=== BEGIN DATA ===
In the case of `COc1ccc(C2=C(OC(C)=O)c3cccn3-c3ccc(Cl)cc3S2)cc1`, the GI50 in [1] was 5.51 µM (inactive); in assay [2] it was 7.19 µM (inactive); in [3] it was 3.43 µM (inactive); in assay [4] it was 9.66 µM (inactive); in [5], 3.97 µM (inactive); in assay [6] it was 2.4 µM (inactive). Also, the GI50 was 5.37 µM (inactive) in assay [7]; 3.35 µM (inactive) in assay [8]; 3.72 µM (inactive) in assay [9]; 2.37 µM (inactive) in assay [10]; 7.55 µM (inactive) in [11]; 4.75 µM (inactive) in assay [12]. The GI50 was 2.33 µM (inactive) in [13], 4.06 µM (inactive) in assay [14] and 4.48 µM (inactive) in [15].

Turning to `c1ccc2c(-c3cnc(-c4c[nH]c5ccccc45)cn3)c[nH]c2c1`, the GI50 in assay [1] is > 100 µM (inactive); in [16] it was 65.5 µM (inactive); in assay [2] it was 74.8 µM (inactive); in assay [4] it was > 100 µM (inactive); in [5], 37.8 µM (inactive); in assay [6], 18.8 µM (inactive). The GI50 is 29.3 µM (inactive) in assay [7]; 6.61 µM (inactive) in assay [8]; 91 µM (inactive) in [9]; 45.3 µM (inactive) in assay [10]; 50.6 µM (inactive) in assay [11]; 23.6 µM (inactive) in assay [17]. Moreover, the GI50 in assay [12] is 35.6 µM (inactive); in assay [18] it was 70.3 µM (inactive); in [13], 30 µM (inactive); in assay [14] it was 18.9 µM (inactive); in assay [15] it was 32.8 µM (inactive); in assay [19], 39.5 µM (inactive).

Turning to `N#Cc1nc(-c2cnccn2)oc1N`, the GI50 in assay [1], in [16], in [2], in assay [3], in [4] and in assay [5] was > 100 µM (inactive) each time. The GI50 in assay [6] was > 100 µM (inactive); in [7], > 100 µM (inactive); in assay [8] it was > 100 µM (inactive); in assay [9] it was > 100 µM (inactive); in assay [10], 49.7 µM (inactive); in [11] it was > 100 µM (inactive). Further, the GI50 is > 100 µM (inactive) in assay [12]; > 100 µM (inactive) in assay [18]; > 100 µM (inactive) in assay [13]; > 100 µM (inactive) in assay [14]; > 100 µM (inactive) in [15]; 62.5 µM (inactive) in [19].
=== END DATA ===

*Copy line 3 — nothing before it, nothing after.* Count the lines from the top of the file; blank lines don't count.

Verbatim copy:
Turning to `N#Cc1nc(-c2cnccn2)oc1N`, the GI50 in assay [1], in [16], in [2], in assay [3], in [4] and in assay [5] was > 100 µM (inactive) each time. The GI50 in assay [6] was > 100 µM (inactive); in [7], > 100 µM (inactive); in assay [8] it was > 100 µM (inactive); in assay [9] it was > 100 µM (inactive); in assay [10], 49.7 µM (inactive); in [11] it was > 100 µM (inactive). Further, the GI50 is > 100 µM (inactive) in assay [12]; > 100 µM (inactive) in assay [18]; > 100 µM (inactive) in assay [13]; > 100 µM (inactive) in assay [14]; > 100 µM (inactive) in [15]; 62.5 µM (inactive) in [19].